• Abstract: found
            • Article: not found

            The Analgesic Efficacy of Ultrasound-Guided Transversus Abdominis Plane Block in Adult Patients: A Meta-Analysis.

            Previous meta-analyses of the transversus abdominis plane (TAP) block have examined a maximum of 12 articles, including fewer than 650 participants, and have not examined the effect of ultrasound-guided techniques specifically. Recently, many trials that use ultrasound approaches to TAP block have been published, which report conflicting analgesic results. This meta-analysis aims to evaluate the analgesic efficacy of ultrasound-guided TAP blocks exclusively for all types of abdominal surgeries in adult patients.
              • Record: found
              • Abstract: found
              • Article: not found

              Duration of analgesic effectiveness after the posterior and lateral transversus abdominis plane block techniques for transverse lower abdominal incisions: a meta-analysis.

              Both posterior and lateral transversus abdominis plane (TAP) block techniques provide effective early (0-12 h) postoperative analgesia after transverse incision surgery. However, whether either technique produces prolonged analgesia lasting beyond 12 h remains controversial. This meta-analysis examines the duration of analgesia associated with posterior and lateral TAP blocks in the first 48 h after lower abdominal transverse incision surgery. We retrieved randomized controlled trials (RCTs) investigating the analgesic effects of TAP block compared with control in patients undergoing lower abdominal transverse incision surgery. Outcomes sought included interval postoperative i.v. morphine consumption and also rest and dynamic pain scores at 12, 24, 36, and 48 h postoperatively. Opioid-related side-effects and patient satisfaction at 24 and 48 h were also assessed. The 12-24 h interval morphine consumption was designated as a primary outcome. Twelve RCTs including 641 patients were analysed. Four trials examined the posterior technique and eight assessed the lateral technique. Compared with control, the posterior TAP block reduced postoperative morphine consumption during the 12-24 h and 24-48 h intervals by 9.1 mg (95% CI: -16.83, -1.45; P=0.02) and 5 mg (95% CI: -9.54, -0.52; P=0.03), respectively. It also reduced rest pain scores at 24, 36, and 48 h, and also dynamic pain scores at 12, 24, 36, and 48 h. Differences were not significant with the lateral TAP block. Based on the comparisons with control, the posterior TAP block appears to produce more prolonged analgesia than the lateral TAP block. Future RCTs comparing these two techniques are required to confirm our findings.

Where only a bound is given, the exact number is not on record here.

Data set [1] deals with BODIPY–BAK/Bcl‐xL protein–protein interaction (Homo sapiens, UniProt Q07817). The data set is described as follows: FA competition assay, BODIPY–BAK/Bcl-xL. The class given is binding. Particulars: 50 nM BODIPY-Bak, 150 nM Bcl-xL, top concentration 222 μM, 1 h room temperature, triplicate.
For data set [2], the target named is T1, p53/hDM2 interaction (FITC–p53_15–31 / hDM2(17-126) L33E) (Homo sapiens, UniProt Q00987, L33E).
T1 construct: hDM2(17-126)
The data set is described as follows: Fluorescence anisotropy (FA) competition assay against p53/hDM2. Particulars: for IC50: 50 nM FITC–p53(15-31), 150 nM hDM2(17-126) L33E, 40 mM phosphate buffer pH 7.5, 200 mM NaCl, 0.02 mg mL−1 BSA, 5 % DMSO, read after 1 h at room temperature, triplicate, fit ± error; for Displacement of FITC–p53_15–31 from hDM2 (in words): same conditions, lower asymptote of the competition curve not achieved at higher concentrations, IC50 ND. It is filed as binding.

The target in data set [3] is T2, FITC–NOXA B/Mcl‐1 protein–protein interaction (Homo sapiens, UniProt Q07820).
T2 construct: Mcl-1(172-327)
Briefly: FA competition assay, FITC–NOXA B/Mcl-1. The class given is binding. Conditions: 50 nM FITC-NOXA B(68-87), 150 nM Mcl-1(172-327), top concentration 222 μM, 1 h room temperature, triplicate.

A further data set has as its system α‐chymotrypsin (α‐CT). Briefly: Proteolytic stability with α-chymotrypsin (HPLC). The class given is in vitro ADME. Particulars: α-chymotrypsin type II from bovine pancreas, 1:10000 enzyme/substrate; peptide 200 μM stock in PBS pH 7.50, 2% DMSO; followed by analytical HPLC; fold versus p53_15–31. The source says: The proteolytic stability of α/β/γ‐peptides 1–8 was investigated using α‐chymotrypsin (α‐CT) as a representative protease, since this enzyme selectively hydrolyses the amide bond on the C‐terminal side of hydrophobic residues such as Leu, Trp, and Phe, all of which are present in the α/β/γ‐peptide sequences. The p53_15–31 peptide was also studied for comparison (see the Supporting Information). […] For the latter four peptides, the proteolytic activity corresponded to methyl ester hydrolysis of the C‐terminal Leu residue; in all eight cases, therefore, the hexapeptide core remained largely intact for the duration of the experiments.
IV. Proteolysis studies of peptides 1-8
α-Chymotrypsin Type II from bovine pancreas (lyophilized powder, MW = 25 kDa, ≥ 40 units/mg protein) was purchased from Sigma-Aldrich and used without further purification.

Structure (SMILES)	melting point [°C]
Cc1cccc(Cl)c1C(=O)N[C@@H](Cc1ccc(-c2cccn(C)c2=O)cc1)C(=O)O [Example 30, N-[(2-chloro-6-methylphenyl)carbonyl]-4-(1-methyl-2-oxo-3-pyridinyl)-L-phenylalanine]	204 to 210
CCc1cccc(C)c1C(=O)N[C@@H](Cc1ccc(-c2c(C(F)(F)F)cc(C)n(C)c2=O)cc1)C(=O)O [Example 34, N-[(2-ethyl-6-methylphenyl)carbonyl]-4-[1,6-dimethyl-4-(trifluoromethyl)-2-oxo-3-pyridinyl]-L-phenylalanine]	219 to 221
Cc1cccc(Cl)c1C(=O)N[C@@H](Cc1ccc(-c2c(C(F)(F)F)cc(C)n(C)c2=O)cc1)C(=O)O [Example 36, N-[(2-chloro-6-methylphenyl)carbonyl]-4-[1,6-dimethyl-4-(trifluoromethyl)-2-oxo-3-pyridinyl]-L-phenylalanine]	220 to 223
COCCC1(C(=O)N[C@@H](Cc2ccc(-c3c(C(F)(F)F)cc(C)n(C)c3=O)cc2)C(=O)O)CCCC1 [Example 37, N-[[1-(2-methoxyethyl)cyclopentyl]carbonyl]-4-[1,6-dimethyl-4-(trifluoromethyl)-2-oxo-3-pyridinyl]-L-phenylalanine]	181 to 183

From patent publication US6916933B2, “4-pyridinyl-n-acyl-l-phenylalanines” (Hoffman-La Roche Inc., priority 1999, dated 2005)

Author and article information

                J Pain Res
                J Pain Res
                Journal of Pain Research
                19 May 2020
                : 13
                : 1073-1080
                [1 ]Department of Anesthesiology, Faculty of Medicine, Fayoum University , Cairo, Egypt
                Author notes
                Correspondence: Mohamed Ahmed Hamed Department of Anesthesiology, Faculty of Medicine, Fayoum University , Fayoum63511, EgyptTel +2011 18 560 065 Email mah07@fayoum.edu.eg
                © 2020 Boules et al.

                This work is published and licensed by Dove Medical Press Limited. The full terms of this license are available at https://www.dovepress.com/terms.php and incorporate the Creative Commons Attribution – Non Commercial (unported, v3.0) License ( http://creativecommons.org/licenses/by-nc/3.0/). By accessing the work you hereby accept the Terms. Non-commercial uses of the work are permitted without any further permission from Dove Medical Press Limited, provided the work is properly attributed. For permission for commercial use of this work, please see paragraphs 4.2 and 5 of our Terms ( https://www.dovepress.com/terms.php).

                Page count
                Figures: 3, Tables: 4, References: 26, Pages: 8
                The authors have no sources of funding to declare for this manuscript.
                Original Research


                Comment on this article